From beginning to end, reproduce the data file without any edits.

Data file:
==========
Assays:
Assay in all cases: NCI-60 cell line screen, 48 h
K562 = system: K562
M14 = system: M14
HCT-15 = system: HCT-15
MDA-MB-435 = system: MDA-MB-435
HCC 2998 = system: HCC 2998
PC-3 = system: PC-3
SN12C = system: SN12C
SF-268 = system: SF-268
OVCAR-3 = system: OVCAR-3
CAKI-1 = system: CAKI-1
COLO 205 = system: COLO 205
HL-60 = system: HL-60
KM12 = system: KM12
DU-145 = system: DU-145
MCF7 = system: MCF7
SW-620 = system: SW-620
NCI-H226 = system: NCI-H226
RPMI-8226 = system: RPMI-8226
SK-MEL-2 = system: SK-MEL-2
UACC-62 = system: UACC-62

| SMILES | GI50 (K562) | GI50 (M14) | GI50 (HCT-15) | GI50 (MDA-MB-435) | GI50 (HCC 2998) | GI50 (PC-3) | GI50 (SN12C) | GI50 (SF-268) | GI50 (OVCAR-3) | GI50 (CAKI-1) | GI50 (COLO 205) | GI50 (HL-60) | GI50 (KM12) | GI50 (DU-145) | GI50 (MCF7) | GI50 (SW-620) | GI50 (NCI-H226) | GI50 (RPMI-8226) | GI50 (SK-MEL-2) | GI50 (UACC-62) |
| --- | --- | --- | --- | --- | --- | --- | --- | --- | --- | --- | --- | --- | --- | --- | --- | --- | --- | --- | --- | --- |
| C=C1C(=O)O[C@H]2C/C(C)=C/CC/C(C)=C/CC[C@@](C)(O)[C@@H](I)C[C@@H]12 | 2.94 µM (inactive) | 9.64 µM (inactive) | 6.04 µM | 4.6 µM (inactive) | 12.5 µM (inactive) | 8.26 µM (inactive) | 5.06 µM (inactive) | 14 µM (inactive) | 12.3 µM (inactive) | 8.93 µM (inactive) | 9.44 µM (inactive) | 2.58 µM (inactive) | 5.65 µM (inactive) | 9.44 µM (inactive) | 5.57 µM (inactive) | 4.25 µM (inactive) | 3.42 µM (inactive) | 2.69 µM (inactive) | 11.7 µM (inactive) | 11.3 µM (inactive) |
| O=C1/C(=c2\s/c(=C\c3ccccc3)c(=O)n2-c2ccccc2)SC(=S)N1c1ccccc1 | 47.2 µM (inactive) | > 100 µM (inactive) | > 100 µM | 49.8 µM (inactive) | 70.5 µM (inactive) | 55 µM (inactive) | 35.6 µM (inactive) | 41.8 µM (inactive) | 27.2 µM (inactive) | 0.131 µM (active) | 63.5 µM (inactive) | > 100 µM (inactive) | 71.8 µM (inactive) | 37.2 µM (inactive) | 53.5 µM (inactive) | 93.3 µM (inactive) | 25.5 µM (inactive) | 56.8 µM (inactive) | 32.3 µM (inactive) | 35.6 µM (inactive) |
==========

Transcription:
Assays:
Assay in all cases: NCI-60 cell line screen, 48 h
K562 = system: K562
M14 = system: M14
HCT-15 = system: HCT-15
MDA-MB-435 = system: MDA-MB-435
HCC 2998 = system: HCC 2998
PC-3 = system: PC-3
SN12C = system: SN12C
SF-268 = system: SF-268
OVCAR-3 = system: OVCAR-3
CAKI-1 = system: CAKI-1
COLO 205 = system: COLO 205
HL-60 = system: HL-60
KM12 = system: KM12
DU-145 = system: DU-145
MCF7 = system: MCF7
SW-620 = system: SW-620
NCI-H226 = system: NCI-H226
RPMI-8226 = system: RPMI-8226
SK-MEL-2 = system: SK-MEL-2
UACC-62 = system: UACC-62

| SMILES | GI50 (K562) | GI50 (M14) | GI50 (HCT-15) | GI50 (MDA-MB-435) | GI50 (HCC 2998) | GI50 (PC-3) | GI50 (SN12C) | GI50 (SF-268) | GI50 (OVCAR-3) | GI50 (CAKI-1) | GI50 (COLO 205) | GI50 (HL-60) | GI50 (KM12) | GI50 (DU-145) | GI50 (MCF7) | GI50 (SW-620) | GI50 (NCI-H226) | GI50 (RPMI-8226) | GI50 (SK-MEL-2) | GI50 (UACC-62) |
| --- | --- | --- | --- | --- | --- | --- | --- | --- | --- | --- | --- | --- | --- | --- | --- | --- | --- | --- | --- | --- |
| C=C1C(=O)O[C@H]2C/C(C)=C/CC/C(C)=C/CC[C@@](C)(O)[C@@H](I)C[C@@H]12 | 2.94 µM (inactive) | 9.64 µM (inactive) | 6.04 µM | 4.6 µM (inactive) | 12.5 µM (inactive) | 8.26 µM (inactive) | 5.06 µM (inactive) | 14 µM (inactive) | 12.3 µM (inactive) | 8.93 µM (inactive) | 9.44 µM (inactive) | 2.58 µM (inactive) | 5.65 µM (inactive) | 9.44 µM (inactive) | 5.57 µM (inactive) | 4.25 µM (inactive) | 3.42 µM (inactive) | 2.69 µM (inactive) | 11.7 µM (inactive) | 11.3 µM (inactive) |
| O=C1/C(=c2\s/c(=C\c3ccccc3)c(=O)n2-c2ccccc2)SC(=S)N1c1ccccc1 | 47.2 µM (inactive) | > 100 µM (inactive) | > 100 µM | 49.8 µM (inactive) | 70.5 µM (inactive) | 55 µM (inactive) | 35.6 µM (inactive) | 41.8 µM (inactive) | 27.2 µM (inactive) | 0.131 µM (active) | 63.5 µM (inactive) | > 100 µM (inactive) | 71.8 µM (inactive) | 37.2 µM (inactive) | 53.5 µM (inactive) | 93.3 µM (inactive) | 25.5 µM (inactive) | 56.8 µM (inactive) | 32.3 µM (inactive) | 35.6 µM (inactive) |